Small Mammals In The Fl Everglades

Tree squirrels occur in forests, woodlands, gardens, urban areas, and agricultural landscapes. Space and habitat use is ex-

Big Cypres Fox Squirell
A big cypress fox squirrel (Sciurus niger avicennia) foraging in the Florida Everglades. (Photo by J. H. Robinson/Photo Researchers, Inc. Reproduced by permission.)

tremely flexible and linked to the spatial and temporal distribution of resources. Social organization encompasses individual territoriality and overlapping home ranges with territorial female core areas in habitats where food is sparse and patchily distributed. In contrast, male space use appears to be affected by access to females during the breeding period. There are three known strategies: males adapt their use of space to overlap with as many females as possible; make

Big Cypress Fox Squirrel Habitat
An eastern fox squirrel (Sciurus niger) foraging among leaf litter. (Photo by © DigitalVision/PictureQuest. Reproduced by permission.)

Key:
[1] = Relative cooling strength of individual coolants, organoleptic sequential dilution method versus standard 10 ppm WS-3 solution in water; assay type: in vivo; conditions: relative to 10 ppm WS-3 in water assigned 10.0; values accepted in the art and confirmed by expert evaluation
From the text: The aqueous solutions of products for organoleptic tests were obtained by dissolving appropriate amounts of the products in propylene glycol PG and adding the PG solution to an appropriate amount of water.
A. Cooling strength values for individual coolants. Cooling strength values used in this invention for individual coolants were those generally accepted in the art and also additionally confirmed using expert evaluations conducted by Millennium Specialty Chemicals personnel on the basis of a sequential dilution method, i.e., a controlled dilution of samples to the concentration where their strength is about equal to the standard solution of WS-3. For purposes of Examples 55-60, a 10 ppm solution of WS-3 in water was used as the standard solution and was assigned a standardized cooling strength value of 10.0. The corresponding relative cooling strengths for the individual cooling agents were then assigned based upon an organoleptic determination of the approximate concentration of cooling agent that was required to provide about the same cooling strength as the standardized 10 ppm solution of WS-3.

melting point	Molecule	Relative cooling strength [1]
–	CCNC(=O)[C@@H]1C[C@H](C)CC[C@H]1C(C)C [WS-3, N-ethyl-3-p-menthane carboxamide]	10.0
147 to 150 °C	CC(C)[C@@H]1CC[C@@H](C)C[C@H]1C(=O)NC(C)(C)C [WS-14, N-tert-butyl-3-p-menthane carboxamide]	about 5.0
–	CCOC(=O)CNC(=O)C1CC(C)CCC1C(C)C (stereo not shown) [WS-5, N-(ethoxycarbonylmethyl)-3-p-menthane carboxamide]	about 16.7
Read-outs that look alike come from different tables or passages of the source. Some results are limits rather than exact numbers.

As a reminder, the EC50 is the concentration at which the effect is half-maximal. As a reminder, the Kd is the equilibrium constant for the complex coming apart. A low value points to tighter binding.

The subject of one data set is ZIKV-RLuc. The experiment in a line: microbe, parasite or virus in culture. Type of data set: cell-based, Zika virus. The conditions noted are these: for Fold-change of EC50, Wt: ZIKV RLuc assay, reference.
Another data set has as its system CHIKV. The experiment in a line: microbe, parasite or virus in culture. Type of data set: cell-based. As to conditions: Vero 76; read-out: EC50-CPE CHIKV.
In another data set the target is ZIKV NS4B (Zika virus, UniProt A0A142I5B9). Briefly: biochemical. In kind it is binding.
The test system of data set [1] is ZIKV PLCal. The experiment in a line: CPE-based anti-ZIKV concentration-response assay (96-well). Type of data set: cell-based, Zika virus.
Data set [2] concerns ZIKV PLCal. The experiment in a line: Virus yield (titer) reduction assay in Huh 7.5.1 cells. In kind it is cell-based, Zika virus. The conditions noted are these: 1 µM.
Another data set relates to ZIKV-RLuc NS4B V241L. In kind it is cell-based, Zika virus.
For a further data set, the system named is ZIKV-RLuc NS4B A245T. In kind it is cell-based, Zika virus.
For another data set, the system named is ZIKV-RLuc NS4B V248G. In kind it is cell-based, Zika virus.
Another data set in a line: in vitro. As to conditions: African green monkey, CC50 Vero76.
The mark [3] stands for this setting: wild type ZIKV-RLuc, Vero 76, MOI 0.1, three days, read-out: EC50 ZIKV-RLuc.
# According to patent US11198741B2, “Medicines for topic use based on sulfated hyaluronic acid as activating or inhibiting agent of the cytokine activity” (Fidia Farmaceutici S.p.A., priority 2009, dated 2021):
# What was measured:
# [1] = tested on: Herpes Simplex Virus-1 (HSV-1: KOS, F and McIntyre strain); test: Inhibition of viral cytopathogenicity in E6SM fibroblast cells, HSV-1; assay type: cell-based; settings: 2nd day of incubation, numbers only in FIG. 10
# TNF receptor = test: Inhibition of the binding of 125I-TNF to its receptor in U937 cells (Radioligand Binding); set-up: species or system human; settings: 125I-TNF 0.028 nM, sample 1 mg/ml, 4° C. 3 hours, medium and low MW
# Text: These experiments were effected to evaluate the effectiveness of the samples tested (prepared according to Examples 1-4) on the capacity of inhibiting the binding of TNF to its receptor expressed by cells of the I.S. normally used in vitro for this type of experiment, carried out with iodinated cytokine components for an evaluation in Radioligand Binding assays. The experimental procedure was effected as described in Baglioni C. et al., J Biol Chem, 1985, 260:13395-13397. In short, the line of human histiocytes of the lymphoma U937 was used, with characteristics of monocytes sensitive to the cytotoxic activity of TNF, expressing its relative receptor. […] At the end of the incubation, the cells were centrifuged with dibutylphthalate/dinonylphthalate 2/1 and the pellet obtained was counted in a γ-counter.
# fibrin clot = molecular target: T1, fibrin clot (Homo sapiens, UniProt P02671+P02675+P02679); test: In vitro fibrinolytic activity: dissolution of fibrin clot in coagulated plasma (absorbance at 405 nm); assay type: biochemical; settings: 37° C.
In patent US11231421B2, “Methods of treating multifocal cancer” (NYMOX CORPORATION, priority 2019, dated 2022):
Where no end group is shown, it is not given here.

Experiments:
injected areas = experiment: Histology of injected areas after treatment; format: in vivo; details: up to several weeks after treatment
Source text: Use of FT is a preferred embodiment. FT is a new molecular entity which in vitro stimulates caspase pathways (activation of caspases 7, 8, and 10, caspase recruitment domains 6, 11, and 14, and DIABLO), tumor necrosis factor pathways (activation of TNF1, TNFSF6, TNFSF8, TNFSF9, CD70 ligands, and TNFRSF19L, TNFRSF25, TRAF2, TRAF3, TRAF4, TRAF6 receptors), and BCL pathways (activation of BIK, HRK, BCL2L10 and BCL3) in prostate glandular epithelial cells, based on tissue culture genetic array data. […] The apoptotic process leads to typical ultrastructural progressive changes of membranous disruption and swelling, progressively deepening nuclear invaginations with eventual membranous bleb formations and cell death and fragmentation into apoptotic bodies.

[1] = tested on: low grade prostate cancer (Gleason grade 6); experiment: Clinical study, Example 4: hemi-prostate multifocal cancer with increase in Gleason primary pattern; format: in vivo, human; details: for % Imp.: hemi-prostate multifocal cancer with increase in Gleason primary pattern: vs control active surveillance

Smith's tree squirrels (Paraxerus cepapi) are diurnal, arboreal animals, living in small family groups but foraging alone, sometimes on the ground. They eat a wide range of vegetable matter and insects, and cache food. They are easily habituated to people, and sometimes take up residence in the roofs of houses. (Photo by Ann & Steve Toon Wildlife Photography. Reproduced by permission.)

Smith's tree squirrels (Paraxerus cepapi) are diurnal, arboreal animals, living in small family groups but foraging alone, sometimes on the ground. They eat a wide range of vegetable matter and insects, and cache food. They are easily habituated to people, and sometimes take up residence in the roofs of houses. (Photo by Ann & Steve Toon Wildlife Photography. Reproduced by permission.)

excursions out of their normal home range to visit estrus females; or track female movements. In areas where several species co-occur such as in African rainforest habitats, Emmons in 1980 found that two of nine species were restricted to specific habitats, foraging by the different species occurred at different heights on and above the ground in the trees, and there was a temporal partitioning with differences in the timing of the active period. In addition, the species differed in body size with resulting differences in their diet.

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